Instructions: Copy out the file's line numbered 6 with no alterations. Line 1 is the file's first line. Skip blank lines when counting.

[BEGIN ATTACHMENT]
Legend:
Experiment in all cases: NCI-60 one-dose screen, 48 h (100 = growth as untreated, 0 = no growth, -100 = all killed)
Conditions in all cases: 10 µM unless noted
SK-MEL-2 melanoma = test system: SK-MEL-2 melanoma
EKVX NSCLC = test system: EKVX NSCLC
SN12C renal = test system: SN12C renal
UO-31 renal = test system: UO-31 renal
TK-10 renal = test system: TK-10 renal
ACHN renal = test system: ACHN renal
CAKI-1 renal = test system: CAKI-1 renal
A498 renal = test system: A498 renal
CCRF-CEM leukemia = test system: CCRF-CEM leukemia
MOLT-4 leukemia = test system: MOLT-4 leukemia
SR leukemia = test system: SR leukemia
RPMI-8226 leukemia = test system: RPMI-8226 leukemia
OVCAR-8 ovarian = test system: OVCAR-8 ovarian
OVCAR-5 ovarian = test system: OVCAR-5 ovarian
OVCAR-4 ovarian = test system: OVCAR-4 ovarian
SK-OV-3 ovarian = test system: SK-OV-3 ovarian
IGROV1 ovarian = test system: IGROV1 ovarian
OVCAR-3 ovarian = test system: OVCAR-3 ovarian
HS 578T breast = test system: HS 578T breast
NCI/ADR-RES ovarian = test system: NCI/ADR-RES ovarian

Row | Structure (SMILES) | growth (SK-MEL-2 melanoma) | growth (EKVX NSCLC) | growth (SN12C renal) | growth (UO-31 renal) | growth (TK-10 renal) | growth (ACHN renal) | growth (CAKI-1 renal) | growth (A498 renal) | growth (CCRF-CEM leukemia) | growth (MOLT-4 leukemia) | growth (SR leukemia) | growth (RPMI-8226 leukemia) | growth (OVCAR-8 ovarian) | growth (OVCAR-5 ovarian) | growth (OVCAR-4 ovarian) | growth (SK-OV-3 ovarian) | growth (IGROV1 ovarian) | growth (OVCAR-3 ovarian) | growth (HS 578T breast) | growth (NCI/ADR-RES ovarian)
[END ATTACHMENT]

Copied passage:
SN12C renal = test system: SN12C renal